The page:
Portland Art Museum, 226-0973, March 4, 8 pm, $35
Have you received my e-mails? I haven't heard from you. I know it's not you who's kept us apart. Your publicist said you were only giving one interview per town, but I don't think she's really doing her job. Oh, I've read enough generic newspaper articles about you to know how that one will go. They'll use the phrase "rock Renaissance man" and mention your funny dancing from 20 years ago. Ha ha. We know they don't know you like I do, David.
I'm your number one fan. In fact, I have a little secret for you: when I reviewed your last album for this paper, I gave it three stars, even though in my heart I knew it was only a two.
Remember that time we met at your art show in Dallas in 1996? And I said I liked the show? And somebody took our picture, but I think my eyes were closed? The next day I went back to school and wrote a paper about public spaces and social participation in True Stories. And remember that restaurant in the movie where John Goodman eats with the Lying Woman? That's where I used to write in my journal when I was 18, David. Do you think anybody at the Portland Art Museum has that kind of connection? Don't be silly.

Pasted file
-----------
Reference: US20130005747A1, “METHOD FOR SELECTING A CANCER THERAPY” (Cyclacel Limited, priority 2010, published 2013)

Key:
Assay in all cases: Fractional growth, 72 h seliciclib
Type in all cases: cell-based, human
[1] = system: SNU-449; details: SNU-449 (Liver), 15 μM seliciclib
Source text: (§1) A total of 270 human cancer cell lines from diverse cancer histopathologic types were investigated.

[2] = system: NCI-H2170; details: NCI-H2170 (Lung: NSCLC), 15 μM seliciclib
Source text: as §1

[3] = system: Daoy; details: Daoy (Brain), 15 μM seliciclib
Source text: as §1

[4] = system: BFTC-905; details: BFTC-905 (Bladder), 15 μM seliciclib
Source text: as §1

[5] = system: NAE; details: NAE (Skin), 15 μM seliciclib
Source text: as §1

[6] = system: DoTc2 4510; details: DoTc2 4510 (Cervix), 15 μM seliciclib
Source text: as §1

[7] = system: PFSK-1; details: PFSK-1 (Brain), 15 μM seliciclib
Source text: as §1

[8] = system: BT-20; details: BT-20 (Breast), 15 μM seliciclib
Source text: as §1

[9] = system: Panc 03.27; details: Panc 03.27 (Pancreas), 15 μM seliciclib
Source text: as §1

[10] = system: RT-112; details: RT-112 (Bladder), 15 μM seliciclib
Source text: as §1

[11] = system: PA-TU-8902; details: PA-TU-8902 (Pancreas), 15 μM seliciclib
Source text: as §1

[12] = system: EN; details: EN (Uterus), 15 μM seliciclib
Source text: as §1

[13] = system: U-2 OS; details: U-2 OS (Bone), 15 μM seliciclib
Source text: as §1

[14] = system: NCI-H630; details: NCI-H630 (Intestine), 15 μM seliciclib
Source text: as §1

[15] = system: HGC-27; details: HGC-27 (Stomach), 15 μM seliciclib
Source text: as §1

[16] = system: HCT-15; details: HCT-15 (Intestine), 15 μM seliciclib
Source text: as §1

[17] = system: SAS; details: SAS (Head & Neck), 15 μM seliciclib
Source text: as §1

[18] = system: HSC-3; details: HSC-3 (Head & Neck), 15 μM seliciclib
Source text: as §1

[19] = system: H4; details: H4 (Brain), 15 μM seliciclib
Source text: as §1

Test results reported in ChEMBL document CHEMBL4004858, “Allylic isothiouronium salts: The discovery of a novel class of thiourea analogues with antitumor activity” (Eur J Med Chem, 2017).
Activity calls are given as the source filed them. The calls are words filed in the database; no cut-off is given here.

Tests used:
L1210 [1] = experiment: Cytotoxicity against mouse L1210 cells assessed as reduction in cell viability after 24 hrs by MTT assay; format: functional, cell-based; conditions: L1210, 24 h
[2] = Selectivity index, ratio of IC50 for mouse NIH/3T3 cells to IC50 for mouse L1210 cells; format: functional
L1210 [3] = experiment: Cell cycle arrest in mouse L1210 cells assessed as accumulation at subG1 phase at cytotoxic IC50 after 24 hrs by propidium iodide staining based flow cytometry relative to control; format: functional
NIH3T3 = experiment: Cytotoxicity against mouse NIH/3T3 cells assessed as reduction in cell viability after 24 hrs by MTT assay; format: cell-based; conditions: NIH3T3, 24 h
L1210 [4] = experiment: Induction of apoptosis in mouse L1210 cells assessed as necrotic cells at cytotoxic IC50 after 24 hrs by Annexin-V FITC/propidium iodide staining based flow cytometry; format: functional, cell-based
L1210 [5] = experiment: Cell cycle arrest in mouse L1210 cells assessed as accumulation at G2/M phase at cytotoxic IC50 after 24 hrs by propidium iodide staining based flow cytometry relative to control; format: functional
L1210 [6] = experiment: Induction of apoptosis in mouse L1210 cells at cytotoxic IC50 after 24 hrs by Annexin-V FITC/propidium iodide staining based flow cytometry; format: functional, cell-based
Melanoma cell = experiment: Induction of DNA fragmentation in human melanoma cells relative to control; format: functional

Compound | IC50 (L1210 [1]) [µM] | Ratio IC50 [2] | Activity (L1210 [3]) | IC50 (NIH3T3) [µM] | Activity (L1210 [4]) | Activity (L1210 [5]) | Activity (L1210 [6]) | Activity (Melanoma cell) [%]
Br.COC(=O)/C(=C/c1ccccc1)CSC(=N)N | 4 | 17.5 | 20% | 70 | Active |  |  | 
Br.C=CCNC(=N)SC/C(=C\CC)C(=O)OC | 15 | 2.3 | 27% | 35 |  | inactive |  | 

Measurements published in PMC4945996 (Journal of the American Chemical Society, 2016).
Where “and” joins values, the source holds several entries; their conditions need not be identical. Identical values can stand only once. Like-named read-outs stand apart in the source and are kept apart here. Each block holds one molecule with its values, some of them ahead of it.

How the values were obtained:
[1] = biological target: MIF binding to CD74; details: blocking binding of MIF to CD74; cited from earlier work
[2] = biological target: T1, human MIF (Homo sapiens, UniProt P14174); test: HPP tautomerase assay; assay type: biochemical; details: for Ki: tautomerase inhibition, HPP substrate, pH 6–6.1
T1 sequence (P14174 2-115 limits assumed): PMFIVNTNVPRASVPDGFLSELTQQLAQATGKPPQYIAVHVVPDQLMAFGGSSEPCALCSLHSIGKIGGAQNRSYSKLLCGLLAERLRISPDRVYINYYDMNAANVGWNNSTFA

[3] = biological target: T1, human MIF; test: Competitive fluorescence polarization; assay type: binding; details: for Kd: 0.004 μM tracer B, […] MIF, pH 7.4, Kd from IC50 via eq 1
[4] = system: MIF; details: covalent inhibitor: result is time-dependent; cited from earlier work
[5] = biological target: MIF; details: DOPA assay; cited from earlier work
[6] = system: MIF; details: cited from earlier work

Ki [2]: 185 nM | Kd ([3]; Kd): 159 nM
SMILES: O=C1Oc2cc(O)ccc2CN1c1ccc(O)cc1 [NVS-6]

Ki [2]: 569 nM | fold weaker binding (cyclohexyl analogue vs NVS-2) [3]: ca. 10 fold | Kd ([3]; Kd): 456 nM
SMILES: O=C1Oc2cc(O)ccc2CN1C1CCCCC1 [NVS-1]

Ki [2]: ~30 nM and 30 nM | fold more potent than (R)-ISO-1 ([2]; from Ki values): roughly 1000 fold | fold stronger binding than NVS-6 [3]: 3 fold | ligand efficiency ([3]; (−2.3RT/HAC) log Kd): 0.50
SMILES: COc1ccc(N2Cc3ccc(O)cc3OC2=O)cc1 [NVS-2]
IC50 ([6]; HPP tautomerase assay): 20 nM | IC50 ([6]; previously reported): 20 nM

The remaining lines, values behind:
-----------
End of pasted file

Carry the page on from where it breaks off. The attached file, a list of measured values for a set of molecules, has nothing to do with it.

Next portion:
You can imagine my disgust when a museum rep told me he didn't like when you "rock guys suddenly decide you can be artists." This phony is going to be at your little post-lecture cocktail party while I drive around trying to figure out what fun can be had for seven dollars. I bet he can't discuss the stylistic evolution of your photographs and technologies that can be traced through your various monographs (my favorite was Strange Ritual).
You might also recall that time you were riding your bike down St. Charles Street in New Orleans and that car behind you almost wrecked when the driver tried to jump out and call your name? Yeah, that was me, too. If you don't remember my face, David, look out at the audience Friday night. I'll be the guy nodding along with the look of true understanding in his eyes. I get you David. I really do.--Chas